Lessons Learned Concerning a Student-Centered Teaching Style by University Mathematics Professors from Secondary School Educators
Student-centered learning has been a catch phrase in teaching methodologies in education for at least the last decade. Some of the more prominent aspects of this style include group work, student projects, real data analysis, written and oral presentations, and open-ended queries. One very popular aspect of student centered teaching is teaching by group.
This group instruction approach is widely used by many university professors, especially in colleges of business, and it has been well documented (Gailey & Carroll, 1993; Harmon & Harumi, 1996; Kahl & Newman, 2003; Yobaccio, Kennedy, & Schumacher, 2006).
As noted by Johnson, Johnson, and Smith, group learning has roots at the university level as early as the 1940s. They also state that in the early 1970s, K-12 educators joined the effort of investigating and researching the use of cooperative learning, and it was at this level that cooperative learning really took hold and grew (Johnson, Johnson, & Smith, 1998). In the 1990s the interest in cooperative learning at the university level was rekindled. Dilip Datta describes the early application of these teaching methods for university mathematics classes in his book, “Math Education At Its Best:
The Potsdam Model” (Datta, 1993). Furthermore, cooperative learning as part of the reform movement in university statistics is discussed in detail by Joan Garfield (Garfield, 1993). There are some mathematics professors who have adopted a group teaching style, but the lecture approach still seems to be the favored way to teach university level mathematics. Johnson, et al. emphasize that university professors have been slow to adapt.
They point out that many mathematics professors still ignore the power of students learning cooperatively. They observe, “the whole instructional system aims to pluck out and nurture solitary individual genius” (Johnson et al., 1998). It is important to note that group instruction in itself is not student centered teaching.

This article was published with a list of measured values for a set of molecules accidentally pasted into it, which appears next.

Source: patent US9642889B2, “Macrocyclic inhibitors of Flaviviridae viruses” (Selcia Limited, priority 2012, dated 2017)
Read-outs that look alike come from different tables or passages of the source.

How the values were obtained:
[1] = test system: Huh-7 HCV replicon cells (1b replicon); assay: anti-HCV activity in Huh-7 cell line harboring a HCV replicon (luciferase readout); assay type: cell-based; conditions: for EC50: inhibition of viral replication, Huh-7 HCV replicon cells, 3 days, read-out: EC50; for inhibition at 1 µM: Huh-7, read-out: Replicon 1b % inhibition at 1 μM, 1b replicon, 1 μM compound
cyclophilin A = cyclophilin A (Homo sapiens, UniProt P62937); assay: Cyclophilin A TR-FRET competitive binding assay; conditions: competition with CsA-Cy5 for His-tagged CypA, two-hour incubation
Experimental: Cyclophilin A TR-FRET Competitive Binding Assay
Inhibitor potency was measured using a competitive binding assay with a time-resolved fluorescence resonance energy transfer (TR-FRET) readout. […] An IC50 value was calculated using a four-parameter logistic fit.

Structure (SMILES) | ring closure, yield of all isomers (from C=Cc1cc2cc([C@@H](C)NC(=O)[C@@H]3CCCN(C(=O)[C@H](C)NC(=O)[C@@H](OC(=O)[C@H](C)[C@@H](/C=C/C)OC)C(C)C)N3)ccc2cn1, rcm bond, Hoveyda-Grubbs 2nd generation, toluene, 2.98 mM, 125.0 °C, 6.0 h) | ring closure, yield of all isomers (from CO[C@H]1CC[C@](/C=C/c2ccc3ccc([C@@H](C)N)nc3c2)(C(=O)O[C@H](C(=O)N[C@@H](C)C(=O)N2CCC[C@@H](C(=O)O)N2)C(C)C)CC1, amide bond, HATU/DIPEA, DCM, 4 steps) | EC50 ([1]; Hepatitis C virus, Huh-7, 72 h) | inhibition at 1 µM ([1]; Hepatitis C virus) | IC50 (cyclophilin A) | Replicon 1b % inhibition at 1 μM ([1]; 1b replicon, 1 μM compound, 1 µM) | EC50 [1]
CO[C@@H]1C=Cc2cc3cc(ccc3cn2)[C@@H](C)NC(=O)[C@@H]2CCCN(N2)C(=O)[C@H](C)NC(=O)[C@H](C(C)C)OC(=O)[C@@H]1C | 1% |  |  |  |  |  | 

Another aspect of this teaching approach is that it be experiential. This involves the use of hands on material and projects and problems with real data sets. The use of real data enhances the integration of topics from multiple disciplines.
However, for true student centered teaching methodology, the changing secondary education in this country may hold the key for university professors. The thesis of this paper is to highlight how mathematics university professors can learn from their secondary colleagues.
We will provide an example of a mathematics professor’s attempt to teach a freshman mathematics class by group methodology and an evaluation of that attempt with ideas of improvement that have been learned from some secondary school mathematics teachers.
The Changing Secondary Curriculum Today, the No Child Left Behind Act has begun to influence sweeping changes in secondary education and these changes directly impact university curriculum changes as well (Government Statistics, 2004).
Nationally for over a decade, K-12 mathematics curriculums have been undergoing drastic changes based on national standards which were first proposed in the Curriculum and Evaluation Standards for School Mathematics in 1989 by the National Council of Teachers of Mathematics (NCTM). Since that time, standards based teaching has resulted in curriculum changes regarding most disciplines in elementary and secondary schools throughout the country.
States have published their own standards, and many of these are tied to state testing. There is also an effort to align these standards across the states (Mcrel.org, 2006). In this effort of reconciliation, Rhode Island, New Hampshire and Vermont have developed the New England Common Assessment Program (NECAP) which produced a set of mathematical Grade Level Expectations (GLEs) that identify the concepts and skills which will be used as the basis of state assessment of mathematics in grades 3-8, and they established a corresponding set of Grade Span Expectations (GSEs) for grades 9-10 and suggested GSEs for grades 11 and 12.
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